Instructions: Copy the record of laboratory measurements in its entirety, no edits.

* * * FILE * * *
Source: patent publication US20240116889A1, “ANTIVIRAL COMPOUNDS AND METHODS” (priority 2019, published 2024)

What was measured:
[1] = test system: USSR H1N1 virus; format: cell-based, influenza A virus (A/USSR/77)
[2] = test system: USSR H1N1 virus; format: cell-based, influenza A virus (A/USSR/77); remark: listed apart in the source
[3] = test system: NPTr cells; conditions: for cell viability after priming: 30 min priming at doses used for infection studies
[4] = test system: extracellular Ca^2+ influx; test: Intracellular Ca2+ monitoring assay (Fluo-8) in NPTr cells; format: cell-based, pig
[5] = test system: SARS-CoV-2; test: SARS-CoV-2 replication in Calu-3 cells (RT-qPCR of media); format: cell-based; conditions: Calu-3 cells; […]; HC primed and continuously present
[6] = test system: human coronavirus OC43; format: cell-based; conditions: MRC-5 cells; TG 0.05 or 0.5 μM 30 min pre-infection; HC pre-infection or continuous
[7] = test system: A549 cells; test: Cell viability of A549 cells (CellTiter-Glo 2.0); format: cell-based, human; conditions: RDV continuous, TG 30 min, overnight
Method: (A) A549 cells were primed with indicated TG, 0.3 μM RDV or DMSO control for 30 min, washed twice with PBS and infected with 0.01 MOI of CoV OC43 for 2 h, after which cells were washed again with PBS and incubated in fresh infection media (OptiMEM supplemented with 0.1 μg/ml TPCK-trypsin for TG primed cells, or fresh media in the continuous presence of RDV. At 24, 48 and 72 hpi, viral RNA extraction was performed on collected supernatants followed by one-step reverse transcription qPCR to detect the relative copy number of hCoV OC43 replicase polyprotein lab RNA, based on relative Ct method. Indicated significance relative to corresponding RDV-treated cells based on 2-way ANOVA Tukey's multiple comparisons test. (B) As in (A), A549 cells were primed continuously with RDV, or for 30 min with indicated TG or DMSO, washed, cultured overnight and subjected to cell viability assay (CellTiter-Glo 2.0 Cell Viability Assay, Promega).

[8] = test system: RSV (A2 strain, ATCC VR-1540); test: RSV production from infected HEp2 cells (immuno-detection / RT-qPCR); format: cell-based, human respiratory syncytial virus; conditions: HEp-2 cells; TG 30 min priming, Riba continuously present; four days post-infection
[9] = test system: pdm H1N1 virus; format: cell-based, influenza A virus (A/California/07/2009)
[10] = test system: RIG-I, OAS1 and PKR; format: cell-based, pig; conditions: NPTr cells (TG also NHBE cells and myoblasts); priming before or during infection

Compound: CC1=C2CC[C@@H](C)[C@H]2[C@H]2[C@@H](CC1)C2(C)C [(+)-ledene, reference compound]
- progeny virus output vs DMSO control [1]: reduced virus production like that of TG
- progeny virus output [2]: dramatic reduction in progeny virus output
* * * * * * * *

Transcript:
Source: patent publication US20240116889A1, “ANTIVIRAL COMPOUNDS AND METHODS” (priority 2019, published 2024)

What was measured:
[1] = test system: USSR H1N1 virus; format: cell-based, influenza A virus (A/USSR/77)
[2] = test system: USSR H1N1 virus; format: cell-based, influenza A virus (A/USSR/77); remark: listed apart in the source
[3] = test system: NPTr cells; conditions: for cell viability after priming: 30 min priming at doses used for infection studies
[4] = test system: extracellular Ca^2+ influx; test: Intracellular Ca2+ monitoring assay (Fluo-8) in NPTr cells; format: cell-based, pig
[5] = test system: SARS-CoV-2; test: SARS-CoV-2 replication in Calu-3 cells (RT-qPCR of media); format: cell-based; conditions: Calu-3 cells; […]; HC primed and continuously present
[6] = test system: human coronavirus OC43; format: cell-based; conditions: MRC-5 cells; TG 0.05 or 0.5 μM 30 min pre-infection; HC pre-infection or continuous
[7] = test system: A549 cells; test: Cell viability of A549 cells (CellTiter-Glo 2.0); format: cell-based, human; conditions: RDV continuous, TG 30 min, overnight
Method: (A) A549 cells were primed with indicated TG, 0.3 μM RDV or DMSO control for 30 min, washed twice with PBS and infected with 0.01 MOI of CoV OC43 for 2 h, after which cells were washed again with PBS and incubated in fresh infection media (OptiMEM supplemented with 0.1 μg/ml TPCK-trypsin for TG primed cells, or fresh media in the continuous presence of RDV. At 24, 48 and 72 hpi, viral RNA extraction was performed on collected supernatants followed by one-step reverse transcription qPCR to detect the relative copy number of hCoV OC43 replicase polyprotein lab RNA, based on relative Ct method. Indicated significance relative to corresponding RDV-treated cells based on 2-way ANOVA Tukey's multiple comparisons test. (B) As in (A), A549 cells were primed continuously with RDV, or for 30 min with indicated TG or DMSO, washed, cultured overnight and subjected to cell viability assay (CellTiter-Glo 2.0 Cell Viability Assay, Promega).

[8] = test system: RSV (A2 strain, ATCC VR-1540); test: RSV production from infected HEp2 cells (immuno-detection / RT-qPCR); format: cell-based, human respiratory syncytial virus; conditions: HEp-2 cells; TG 30 min priming, Riba continuously present; four days post-infection
[9] = test system: pdm H1N1 virus; format: cell-based, influenza A virus (A/California/07/2009)
[10] = test system: RIG-I, OAS1 and PKR; format: cell-based, pig; conditions: NPTr cells (TG also NHBE cells and myoblasts); priming before or during infection

Compound: CC1=C2CC[C@@H](C)[C@H]2[C@H]2[C@@H](CC1)C2(C)C [(+)-ledene, reference compound]
- progeny virus output vs DMSO control [1]: reduced virus production like that of TG
- progeny virus output [2]: dramatic reduction in progeny virus output